Verizon stock ends 4-month rally with 2 downgrade reports

Verizon sign from MWCA
Barclays analyst Kannan Venkateshwar noted that future capital spending on rolling out 5G services is still a large unknown for investors. (FierceWireless)

Verizon's stock dipped yesterday as two separate financial analyst firms released downgrade reports for the wireless carrier. Barclays analyst Kannan Venkateshwar downgraded the stock from “overweight” to “equal weight” the same morning that MoffettNathanson analyst Craig Moffett similarly downgraded Verizon stock to “neutral” from “buy.”

Both analysts remain upbeat on Verizon’s position in the future wireless market, ahead of further consolidation between T-Mobile and Sprint.

Overall, Venkateshwar remained positive on the stock, praising Verizon’s strategic positioning and its emphasis on network quality.

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“While we are optimistic about Verizon’s near term growth trajectory, we believe this is already reflected in valuations,” Venkateshwar said in a note. “Verizon today is the only major distributor that has the balance sheet and therefore strategic optionality to pivot in whatever direction it so chooses. Looking out over the next couple of years, the only buyer remaining for media, cable or spectrum assets is likely to be Verizon.”

RELATED: Verizon to grow wireless service revenues for first time in 4 years

Verizon’s stock slipped 2.2% by the end of Tuesday, ending a four-month long rally for the carrier. The stock is now approaching the break-even point for 2018.

Venkateshwar noted that future capital spending on rolling out 5G services is still a large unknown for investors.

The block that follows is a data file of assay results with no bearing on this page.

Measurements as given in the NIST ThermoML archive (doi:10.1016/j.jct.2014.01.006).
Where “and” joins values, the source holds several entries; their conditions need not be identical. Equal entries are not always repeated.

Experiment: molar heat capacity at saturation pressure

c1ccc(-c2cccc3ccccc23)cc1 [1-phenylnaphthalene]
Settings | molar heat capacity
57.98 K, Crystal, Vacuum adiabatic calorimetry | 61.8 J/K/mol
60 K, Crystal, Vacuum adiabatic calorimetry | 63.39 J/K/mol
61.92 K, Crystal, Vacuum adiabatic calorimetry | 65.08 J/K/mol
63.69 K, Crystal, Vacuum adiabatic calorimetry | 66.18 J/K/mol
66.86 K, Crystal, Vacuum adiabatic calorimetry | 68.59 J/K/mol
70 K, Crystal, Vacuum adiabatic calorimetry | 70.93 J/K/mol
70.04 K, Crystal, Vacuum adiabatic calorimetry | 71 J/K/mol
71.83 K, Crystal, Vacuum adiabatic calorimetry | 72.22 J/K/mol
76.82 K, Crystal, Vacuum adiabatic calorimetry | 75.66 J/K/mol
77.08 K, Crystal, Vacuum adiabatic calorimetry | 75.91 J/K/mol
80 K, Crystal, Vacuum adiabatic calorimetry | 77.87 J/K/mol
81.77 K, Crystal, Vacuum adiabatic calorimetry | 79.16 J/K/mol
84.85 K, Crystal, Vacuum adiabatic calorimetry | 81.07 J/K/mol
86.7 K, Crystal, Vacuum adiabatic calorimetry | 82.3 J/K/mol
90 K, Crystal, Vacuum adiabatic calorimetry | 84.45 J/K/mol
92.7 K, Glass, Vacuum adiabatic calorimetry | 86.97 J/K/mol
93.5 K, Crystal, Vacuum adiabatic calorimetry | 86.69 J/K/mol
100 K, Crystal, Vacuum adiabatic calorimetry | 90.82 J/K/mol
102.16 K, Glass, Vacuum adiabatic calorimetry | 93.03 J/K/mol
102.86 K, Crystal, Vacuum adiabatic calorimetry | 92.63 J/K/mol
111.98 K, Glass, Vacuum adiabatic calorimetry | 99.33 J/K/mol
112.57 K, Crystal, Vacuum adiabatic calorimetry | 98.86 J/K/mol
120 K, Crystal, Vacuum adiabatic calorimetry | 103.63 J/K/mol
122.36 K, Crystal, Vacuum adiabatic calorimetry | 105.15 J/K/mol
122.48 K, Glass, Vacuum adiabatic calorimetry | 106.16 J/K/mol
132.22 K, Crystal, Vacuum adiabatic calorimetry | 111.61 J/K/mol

“Investors continue to be focused on Verizon’s capex trajectory due to its fixed wireless expansion next year,” Venkateshwar said. “Depending on how this proceeds, valuation context is likely to change into next year.”

RELATED: Verizon’s wireless metrics beat expectations in Q2

MoffettNathanson analyst Craig Moffett similarly downgraded Verizon stock to “neutral” from “buy,” citing an apparent end to the period of aggressive price wars that has dominated the wireless sector since 2014. Moffett noted that earlier analyses indicated Verizon was well positioned to benefit from the proposed T-Mobile/Sprint merger.

“A three player market, it was thought, would be the cure for a seemingly endless price war,” Moffett said in a note. “Well, don’t look now, but the wireless price war that began in 2014 appears to be over. Virtually every important metric in wireless has taken a turn for the better.”

“Verizon shares have enjoyed a welcome renaissance, and, since the end of February, have solidly outperformed the broader market on both an absolute and beta-adjusted basis,” Moffett said. “We still see further upside, but, unfortunately, not quite enough to warrant maintaining our buy recommendation.”

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